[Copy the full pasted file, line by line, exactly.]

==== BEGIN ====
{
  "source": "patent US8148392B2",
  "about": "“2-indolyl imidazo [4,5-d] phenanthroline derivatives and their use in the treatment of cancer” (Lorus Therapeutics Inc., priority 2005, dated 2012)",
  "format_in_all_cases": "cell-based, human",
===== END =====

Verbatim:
{
  "source": "patent US8148392B2",
  "about": "“2-indolyl imidazo [4,5-d] phenanthroline derivatives and their use in the treatment of cancer” (Lorus Therapeutics Inc., priority 2005, dated 2012)",
  "format_in_all_cases": "cell-based, human",